01/10/2010. Contributed by Ewan Angus
pub: TOR/Forge. 207 page illustrated enlarged paperback. Price: $13.99 (US), $16.99 (CAN). ISBN: 978-0-7653-2474-0.
check out website: www.tor-forge.com
So whilst his essays in the wonderful ‘Wizardry And Wild Romance’ gave a solid, powerful argument for fantasy as genre and against ‘The Lord Of The Rings’, this book merely shows how wonderful Michael Moorcock is at his craft. I say merely but there is nothing mere about this book. Again, like the wonderful book precluding this one, ‘The Jewel In The Skull’, it clocks in at a little over two hundred pages and within there is a magnitude of events that kept me glued.
The second of a proposed four books in the Hawkmoon Cycle has the titular Duke Dorian Hawkmoon continuing his fight against the twisted and mental Dark Empire of Gran Bretans (I still think this is genius) and making new friends along the way.
There is treachery, there is violence, there are ghosts and there are disappearing cities. What more could you want? Well, there’s also an endearing love story, insane pirates, lots of war and chase scenes and that is to simplify it massively.
Having taken the option to return to Yisselda and to aid Count Brass in the siege against his adopted home country of Kamarg, Hawkmoon and Oladahn make their way back from Hamadan via the ghost town of Soryandum. With echoes of Viriconium or an Arabian Gormenghast, the city holds the key to the struggle with the Dark Empire, except Hawkmoon is unaware of this. Whilst journeying back to his prized Kamarg, Hawkmoon becomes sidetracked as it seems that Yisselda has got herself kidnapped by a powerful being known as the Mad God. So he sets off to do battle with the forebodingly named bad guy and comes across yet another puzzle alluding to the enigmatic Runestaff.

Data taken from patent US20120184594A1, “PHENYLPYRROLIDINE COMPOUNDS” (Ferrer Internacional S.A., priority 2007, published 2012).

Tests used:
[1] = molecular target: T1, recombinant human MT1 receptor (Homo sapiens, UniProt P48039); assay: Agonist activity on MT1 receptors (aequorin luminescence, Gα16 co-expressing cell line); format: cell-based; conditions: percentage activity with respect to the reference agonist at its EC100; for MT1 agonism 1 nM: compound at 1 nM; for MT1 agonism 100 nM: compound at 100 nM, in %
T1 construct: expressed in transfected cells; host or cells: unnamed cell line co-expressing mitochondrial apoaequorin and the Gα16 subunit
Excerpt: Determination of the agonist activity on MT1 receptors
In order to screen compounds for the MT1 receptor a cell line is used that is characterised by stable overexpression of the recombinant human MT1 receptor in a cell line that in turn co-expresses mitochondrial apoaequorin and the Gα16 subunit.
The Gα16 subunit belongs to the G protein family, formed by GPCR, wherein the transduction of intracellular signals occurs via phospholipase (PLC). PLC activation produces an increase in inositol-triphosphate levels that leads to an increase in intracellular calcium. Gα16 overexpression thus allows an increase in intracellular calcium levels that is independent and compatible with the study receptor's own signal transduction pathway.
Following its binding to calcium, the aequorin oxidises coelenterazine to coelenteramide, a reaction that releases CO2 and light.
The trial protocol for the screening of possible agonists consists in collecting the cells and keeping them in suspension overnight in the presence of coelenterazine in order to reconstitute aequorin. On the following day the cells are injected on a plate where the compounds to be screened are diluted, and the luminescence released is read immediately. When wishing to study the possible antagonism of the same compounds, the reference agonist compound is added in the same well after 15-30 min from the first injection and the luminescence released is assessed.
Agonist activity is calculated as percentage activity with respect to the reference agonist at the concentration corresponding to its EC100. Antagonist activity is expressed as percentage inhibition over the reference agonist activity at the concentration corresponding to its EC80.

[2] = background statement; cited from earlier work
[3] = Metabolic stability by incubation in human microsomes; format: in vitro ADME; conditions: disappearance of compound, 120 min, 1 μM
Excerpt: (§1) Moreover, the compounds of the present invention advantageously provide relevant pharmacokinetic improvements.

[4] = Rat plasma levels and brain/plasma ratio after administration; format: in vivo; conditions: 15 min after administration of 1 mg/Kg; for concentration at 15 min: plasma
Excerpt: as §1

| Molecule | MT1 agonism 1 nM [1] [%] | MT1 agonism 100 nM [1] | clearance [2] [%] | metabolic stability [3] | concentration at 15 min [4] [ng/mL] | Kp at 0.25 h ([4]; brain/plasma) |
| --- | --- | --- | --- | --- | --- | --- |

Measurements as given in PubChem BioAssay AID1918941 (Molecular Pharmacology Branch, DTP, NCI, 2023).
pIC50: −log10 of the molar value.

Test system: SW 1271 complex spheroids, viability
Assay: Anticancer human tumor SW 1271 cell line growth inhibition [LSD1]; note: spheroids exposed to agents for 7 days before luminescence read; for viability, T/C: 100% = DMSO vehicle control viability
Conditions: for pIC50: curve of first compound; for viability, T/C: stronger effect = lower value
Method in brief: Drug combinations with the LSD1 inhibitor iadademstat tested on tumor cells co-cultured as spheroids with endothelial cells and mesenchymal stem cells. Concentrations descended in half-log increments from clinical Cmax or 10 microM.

Throughout the novel, we are given tentative hints as to the mystery of the Runestaff and how Hawkmoon, one of Moorcock’s eternal champions, is linked to it. The theme of the Eternal Champion runs through many of Moorcock’s novels and is the origin of the Multiverse. These are multiple universes co-existing side by side and the Eternal Champion is a chosen warrior with a universe who must fight the metaphysical fight of Law and Chaos.
These hints are dropped by the enigmatic Warrior In Gold And Jet who should win an award for the coolest but equally stupidest name in a fantasy novel. It’s not so much a name as a sentence that repeatedly describes him in place of a name.
Vance Kovacs is also back with his marvellous depictions of scenes and his drawings have a simple kind of magic to them, they give the book a warm and endearing feel.
Throughout this surprisingly short novel, the prose and style is paced beautifully. It is a magnificently simple novel to read and like its predecessor, ‘The Jewel In The Skull’, I was through it in a matter of hours. It really is that good that’s it’s hard to put it down.
Again, with this Hawkmoon novel, Moorcock has worked a kind of literary magic that will encapsulate the reader and take them on a fantasy journey that is both awesomely realistic and beautifully fantastic.
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